Chip Erwin is one of many who are trying to find less expensive ways for people to experience personal aviation. His company, Aeromarine LSA, fields a range of small aircraft, but he has taken a turn toward the lighter end of the market with his latest offerings.
We wrote last month about his dinner presentation at the ninth annual Electric Aircraft Symposium and this month he’s followed up on several of the craft he discussed that night.
His web site explains the different rules and regulations that govern small aircraft. Many rules are not yet established (electric motors in U. S. light sport aircraft, for instance). The second segment of the “About Us” section of Aeromarine’s web site describes each of four different sets of regulations – a collection that must stress aircraft designers working on small, light aircraft.
Four major rules guide how ultralight aircraft may be flown. FAR Part 103, the guiding light for ultralight designers and pilots in America for the last 30 years, limits weight and performance. Brits have the advantage of the new SSDR (Single-Seat Deregulated) rule, which allows a heftier airframe (or heftier pilot) with a 300 kilogram (660 pound) gross weight. This rule allows a 35 knot (40.25 mph) stall speed and no maximum speed limit. That makes a grass-strip capable single seater with a cruise of 100 mph a practical reality, and more practical than most ultralights. Chip explains that he will be able to offer aircraft that meet that rule and will operate on electric, gasoline, or hybrid power.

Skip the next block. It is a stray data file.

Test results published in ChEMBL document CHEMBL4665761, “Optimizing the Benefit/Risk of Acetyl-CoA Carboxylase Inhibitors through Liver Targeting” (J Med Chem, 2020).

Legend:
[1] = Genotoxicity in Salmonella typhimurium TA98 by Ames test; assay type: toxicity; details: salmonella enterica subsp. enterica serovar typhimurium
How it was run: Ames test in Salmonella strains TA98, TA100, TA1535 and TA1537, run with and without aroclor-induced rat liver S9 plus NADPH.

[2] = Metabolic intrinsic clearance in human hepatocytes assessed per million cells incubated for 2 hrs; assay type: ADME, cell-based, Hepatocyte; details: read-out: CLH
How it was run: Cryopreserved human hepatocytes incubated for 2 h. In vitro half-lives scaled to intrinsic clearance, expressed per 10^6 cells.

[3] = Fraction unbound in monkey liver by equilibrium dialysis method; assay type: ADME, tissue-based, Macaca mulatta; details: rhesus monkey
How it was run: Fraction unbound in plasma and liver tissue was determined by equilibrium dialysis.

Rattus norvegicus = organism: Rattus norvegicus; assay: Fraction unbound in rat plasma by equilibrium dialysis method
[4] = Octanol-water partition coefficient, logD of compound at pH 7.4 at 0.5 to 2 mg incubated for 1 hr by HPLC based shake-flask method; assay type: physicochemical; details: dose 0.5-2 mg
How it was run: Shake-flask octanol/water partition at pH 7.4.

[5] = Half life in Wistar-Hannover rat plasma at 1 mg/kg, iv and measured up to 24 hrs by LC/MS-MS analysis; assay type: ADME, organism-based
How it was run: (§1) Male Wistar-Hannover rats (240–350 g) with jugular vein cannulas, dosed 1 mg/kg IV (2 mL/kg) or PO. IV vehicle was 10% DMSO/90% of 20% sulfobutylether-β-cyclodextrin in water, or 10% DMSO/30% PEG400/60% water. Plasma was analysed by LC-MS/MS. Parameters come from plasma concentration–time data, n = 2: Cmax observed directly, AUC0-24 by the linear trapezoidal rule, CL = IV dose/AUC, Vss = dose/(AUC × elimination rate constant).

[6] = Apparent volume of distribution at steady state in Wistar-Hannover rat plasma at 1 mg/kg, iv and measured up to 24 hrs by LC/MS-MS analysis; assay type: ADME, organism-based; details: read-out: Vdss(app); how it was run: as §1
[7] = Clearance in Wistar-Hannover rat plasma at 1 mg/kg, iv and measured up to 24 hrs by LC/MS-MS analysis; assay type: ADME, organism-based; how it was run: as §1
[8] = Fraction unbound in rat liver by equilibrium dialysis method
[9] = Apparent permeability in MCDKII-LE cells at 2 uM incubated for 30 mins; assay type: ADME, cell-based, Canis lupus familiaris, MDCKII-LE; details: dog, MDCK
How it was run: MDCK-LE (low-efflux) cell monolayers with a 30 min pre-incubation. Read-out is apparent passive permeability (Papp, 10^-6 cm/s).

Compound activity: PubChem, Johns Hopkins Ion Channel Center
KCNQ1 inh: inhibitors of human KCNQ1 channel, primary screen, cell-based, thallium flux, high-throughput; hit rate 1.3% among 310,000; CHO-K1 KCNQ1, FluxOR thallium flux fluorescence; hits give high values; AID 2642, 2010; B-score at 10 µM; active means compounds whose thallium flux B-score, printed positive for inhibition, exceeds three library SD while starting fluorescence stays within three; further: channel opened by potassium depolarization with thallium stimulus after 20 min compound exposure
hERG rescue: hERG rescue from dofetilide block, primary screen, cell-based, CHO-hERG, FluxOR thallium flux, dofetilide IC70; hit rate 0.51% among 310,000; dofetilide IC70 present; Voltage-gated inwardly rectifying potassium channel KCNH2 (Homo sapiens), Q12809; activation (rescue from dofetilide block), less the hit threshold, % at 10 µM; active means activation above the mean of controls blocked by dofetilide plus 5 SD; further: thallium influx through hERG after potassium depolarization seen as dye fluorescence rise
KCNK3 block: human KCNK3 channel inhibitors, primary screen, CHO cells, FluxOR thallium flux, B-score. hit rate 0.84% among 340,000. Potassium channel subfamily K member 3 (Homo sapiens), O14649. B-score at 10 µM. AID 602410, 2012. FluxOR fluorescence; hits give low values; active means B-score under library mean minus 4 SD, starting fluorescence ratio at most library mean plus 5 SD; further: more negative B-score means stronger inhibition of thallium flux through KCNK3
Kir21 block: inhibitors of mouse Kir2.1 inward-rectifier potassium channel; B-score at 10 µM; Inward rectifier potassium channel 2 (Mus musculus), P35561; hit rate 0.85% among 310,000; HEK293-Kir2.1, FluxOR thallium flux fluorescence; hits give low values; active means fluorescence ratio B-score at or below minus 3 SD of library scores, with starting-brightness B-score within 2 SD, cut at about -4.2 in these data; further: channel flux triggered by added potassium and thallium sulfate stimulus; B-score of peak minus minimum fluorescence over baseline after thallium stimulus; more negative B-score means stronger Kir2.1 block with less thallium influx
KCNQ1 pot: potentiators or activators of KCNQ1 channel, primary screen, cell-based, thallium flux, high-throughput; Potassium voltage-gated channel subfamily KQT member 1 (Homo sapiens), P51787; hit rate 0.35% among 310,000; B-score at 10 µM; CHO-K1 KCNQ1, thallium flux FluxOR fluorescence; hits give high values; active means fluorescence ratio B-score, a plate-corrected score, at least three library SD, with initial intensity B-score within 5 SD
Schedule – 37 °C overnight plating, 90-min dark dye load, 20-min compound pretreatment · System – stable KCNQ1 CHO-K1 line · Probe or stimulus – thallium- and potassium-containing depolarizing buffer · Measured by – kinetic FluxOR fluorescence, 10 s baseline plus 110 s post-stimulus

The Experimental Amateur-Built (E-AB) rule, according to Chip, is widely accepted in many countries including the USA and in the European Union. A customer must assemble or fabricate at least 51-percent of the aircraft, and the Zigolo ultralight has already been inspected and approved under this rule by the FAA. The Stinger and E/G-Plane (Merlin in its native Czech Republic) will meet this and SSDR rules. E-AB provides a means to fly before any future certifications
The Zigolo has already been inspected and approved by the FAA for this category. The Stinger and E/G-Plane will also meet this rule. E-AB provides a path to the market immediately and prior to any future certifications.
A Special Light Sport Aircraft (SLSA) rule, “Offers an inexpensive path to certification which allows us to sell finished aircraft. There is a provision in the LSA rules for a single-seat aircraft. As the cost of the engine and airframe is much less we can offer a finished SLSA for only $35,000! “ A big impediment in the U. S. is the FAA’s exclusion of electric power, with a limitation to “reciprocating engines only” to preclude the use of turbine and jet propulsion in the LSA class. This unfortunately precludes the use of electric motors, too.
How Chip Erwin and other developers work around limitations set by regulations will be interesting to see. We already have the varying interpretations of whether batteries in a Part 103 ultralight constitute part of the aircraft’s empty weight. Adoption of SSDR-type rules, or changes to the SLSA rules would help resolve that issue, and make way for many aircraft that don’t easily fit any existing category now.
All these rules, existing or potential, avoid entanglement in the always thorny thicket of FAA medical requirements, a happily-avoided problem for many.
In the meantime, Aeromarine LSA and Chip Erwin are forging ahead with some low-cost alternatives for personal aviation. He promises his next newsletter will include either the first flights of his Zigolo ultralight with new electric power or testing of is amphibious floats. That’s an embarrassment of riches which we hope to share soon.